0.091 0.112 0.248 0.175

Stag1

0.281

0.441

Stag2

0.265

0.447

0.004

Stag1

0.232

0.394

-0.019

Stag2

0.230

0.346

0.013

Note: the correlation coefficients marked with  when it’s significant at level of 0.05 and marked with  at level of 0.01. https://doi.org/10.1371/journal.pone.0201916.t005

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positive with investment scale, that is consistent with the general perception that with the growth of investors’ experience, knowledge, age and income, investors often have better investment capability and consciousness. In addition, the significant positive relationship between transaction frequency and experience is consistent with the research conclusion that “experienced investors were generally over-confident, thus leading to frequent trading” [21]. And the decision-making style and age present a negative correlation, reflecting that the older investors are more inclined to have a cautious decision-making style, which is consistent with the intuitive feel that older people are more conservative. Overall, in two stages, the correlation coefficients of most pairs of ordinal variables are very close and have the same sign (positive or negative), which indicate that these relationships are stable.

Results of data mining models We created our predictive models using IBM SPSS Modeler Version 18.0. SPSS Modeler is a predictive analytic software that provides a range of advanced algorithms and techniques for data analysis, decision management and optimization. Table 6 indicates the predictive performance of the models on test (stage 2) data set. The accuracy of applying demographic characteristics to predict investment behavior in different classification methods has reached a good level (far more than 0.5). At the same time, most of the values of R, P and F are over 0.5 too, which indicate that these models are strong predictors. Even though certain values of R, P and F are not high, the corresponding model possess utility and value: for instance, applying the C&R model to the prediction of investment style, the R, P and F values are 0.49, 0.36 and 0.42 when style = 1, while when style = 2, the values of the R, P and F are 0.70, 0.80 and 0.74. It means that although this model is not suitable for predicting style = 1, but would be very good at predicting style = 2. Hence the model is still valuable for finding clients with style = 2. Table 6. Results of data mining models. Style C4.5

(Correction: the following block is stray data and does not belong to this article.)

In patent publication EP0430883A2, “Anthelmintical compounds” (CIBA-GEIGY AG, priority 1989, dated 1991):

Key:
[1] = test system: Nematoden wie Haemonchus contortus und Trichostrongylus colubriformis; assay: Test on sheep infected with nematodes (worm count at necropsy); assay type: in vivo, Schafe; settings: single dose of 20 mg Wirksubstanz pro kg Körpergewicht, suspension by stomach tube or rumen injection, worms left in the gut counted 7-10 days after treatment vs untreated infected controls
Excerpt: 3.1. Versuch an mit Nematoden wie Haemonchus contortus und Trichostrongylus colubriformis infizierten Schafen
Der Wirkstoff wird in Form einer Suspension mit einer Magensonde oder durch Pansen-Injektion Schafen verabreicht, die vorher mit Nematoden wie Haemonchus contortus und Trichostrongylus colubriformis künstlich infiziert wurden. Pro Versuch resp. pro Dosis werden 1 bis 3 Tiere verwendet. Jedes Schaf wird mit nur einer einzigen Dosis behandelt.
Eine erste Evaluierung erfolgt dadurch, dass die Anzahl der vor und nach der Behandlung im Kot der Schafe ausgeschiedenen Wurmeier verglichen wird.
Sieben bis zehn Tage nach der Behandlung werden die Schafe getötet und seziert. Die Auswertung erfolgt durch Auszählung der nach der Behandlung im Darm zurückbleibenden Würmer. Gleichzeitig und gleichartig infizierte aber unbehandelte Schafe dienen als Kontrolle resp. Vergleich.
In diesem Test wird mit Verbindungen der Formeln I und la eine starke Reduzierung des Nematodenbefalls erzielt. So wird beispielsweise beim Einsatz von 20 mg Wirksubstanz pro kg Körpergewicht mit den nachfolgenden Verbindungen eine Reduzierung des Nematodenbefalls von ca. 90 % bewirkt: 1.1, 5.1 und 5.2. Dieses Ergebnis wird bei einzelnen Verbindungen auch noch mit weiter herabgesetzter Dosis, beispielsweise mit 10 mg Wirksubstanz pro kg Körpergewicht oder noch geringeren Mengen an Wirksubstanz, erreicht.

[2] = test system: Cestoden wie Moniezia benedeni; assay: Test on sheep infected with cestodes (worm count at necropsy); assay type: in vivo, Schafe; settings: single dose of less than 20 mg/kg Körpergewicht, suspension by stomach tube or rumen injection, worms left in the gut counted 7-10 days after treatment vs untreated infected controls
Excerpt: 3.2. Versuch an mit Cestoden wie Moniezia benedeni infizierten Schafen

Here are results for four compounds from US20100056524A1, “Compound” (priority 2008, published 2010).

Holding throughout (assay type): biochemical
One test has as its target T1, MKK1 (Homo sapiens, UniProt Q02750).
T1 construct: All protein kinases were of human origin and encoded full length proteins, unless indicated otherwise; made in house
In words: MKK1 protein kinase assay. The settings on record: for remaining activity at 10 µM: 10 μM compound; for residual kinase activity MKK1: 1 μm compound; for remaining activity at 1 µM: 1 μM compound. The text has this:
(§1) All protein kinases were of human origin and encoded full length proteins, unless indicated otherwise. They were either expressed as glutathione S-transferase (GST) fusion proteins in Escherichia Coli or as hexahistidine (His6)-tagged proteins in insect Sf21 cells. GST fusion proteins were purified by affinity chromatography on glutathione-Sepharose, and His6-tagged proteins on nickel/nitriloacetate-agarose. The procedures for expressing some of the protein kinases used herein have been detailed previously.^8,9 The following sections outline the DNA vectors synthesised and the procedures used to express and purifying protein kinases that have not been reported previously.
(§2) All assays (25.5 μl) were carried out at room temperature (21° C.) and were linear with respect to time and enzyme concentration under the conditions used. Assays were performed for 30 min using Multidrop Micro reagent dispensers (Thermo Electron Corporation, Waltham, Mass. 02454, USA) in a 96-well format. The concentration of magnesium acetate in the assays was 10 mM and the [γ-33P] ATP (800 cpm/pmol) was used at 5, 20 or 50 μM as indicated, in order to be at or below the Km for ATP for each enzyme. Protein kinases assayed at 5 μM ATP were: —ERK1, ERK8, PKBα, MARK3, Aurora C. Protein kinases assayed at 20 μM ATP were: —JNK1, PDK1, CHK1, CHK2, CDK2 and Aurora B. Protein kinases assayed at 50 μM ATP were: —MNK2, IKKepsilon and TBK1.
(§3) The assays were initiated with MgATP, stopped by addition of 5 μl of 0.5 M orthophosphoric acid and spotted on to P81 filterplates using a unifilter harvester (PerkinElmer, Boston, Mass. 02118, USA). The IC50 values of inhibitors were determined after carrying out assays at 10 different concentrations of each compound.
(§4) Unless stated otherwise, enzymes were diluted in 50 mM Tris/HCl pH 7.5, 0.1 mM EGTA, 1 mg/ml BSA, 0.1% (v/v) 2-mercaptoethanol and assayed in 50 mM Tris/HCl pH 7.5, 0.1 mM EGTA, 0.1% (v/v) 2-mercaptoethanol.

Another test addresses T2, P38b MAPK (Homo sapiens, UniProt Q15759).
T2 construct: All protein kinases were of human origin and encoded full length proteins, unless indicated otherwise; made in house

C&R

SVM

BP

NB

LR

Instrument

frequency

Channel

Scale

1

2

Accu

1

2

Accu

1

2

Accu

1

2

Accu

1

2

Accu

R

0.45

0.69

0.63

0.68

0.63

0.65

0.67

0.72

0.70

0.62

0.48

0.56

0.58

0.67

0.61

P

0.34

0.78

0.51

0.77

0.73

0.66

0.62

0.48

0.76

0.47

F

0.39

0.73

R

0.49

0.70

P

0.36

0.80

F

0.42

0.74

R

0.48

0.68

P

0.35

0.79

F

0.40

0.73

R

0.57

0.58

0.64

0.63

0.58

0.59

0.69

0.66

0.63

0.51

0.76

0.58

0.69

0.67

0.66

0.53

0.78

0.59

0.71

0.67

0.63

0.65

0.66

0.65

0.70

0.69

0.68

0.74

0.75

0.67

0.72

0.70

0.71

0.68

0.72

0.67

0.71

0.67

0.66

0.76

0.71

0.69

0.71

0.62

0.48

0.60

0.48

0.61

0.47

0.61

0.47

0.57

0.53

0.62

0.47

0.59

0.50

0.56

0.47

0.55

0.55

0.52

0.66

0.55

0.63

0.63

0.75

0.49

0.69

0.55

0.66

0.62

0.75

0.50

0.70

0.55

0.64

0.62

P

0.32

0.79

0.51

0.77

0.76

0.66

0.59

0.44

0.75

0.49

F

0.41

0.67

0.58

0.69

0.70

0.71

0.57

0.45

0.69

0.55

R

0.53

0.61

P

0.55

0.59

F

0.54

0.60

R

0.54

0.61

P

0.33

F

0.41

0.63

0.69

0.62

0.51

0.78

0.59

0.69

0.69

0.64

0.79

0.52

0.69

0.60

0.59

0.65

0.70

0.71

0.74

0.67

0.72

0.69

0.68

0.73

0.78

0.74

0.70

0.71

0.66

0.71

0.58

0.48

0.60

0.45

0.59

0.47

0.63

0.47

0.67

0.62

0.70

0.62

0.71

0.54

0.61

0.65

0.76

0.48

0.67

0.55

0.62

0.66

0.48

0.76

0.49

0.47

0.68

0.56

0.56

0.65

0.64

0.63

0.62

0.63

https://doi.org/10.1371/journal.pone.0201916.t006

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Investment decision behaviors based on demographic

Table 7. Importance of DC to IB variables. IB variable Scale

Importance of DC variables Experience(0.49) > Income(0.21) > Occupation(0.10) > Age(0.05)Gender(0.05)  Knowledge (0.05)  Education(0.05)

Instrument Experience(0.59) > Income(0.13) > Occupation(0.09) > Age(0.08) > Gender(0.05) > Education (0.04) > Knowledge(0.02) frequency

Experience(0.59) > Income(0.20) > Knowledge(0.06) > Age(0.05) > Gender(0.04) > Education(0.04)  Occupation(0.03)

Style

Knowledge(0.24) > Income(0.20) > Age(0.16) > Education(0.13) > Occupation(0.09)  Gender (0.09) > Experience(0.08)

Channel

Knowledge(0.25) > Experience(0.22) > Occupation(0.12)  Income(0.12) > Age(0.11)  Gender (0.11) > Education(0.07)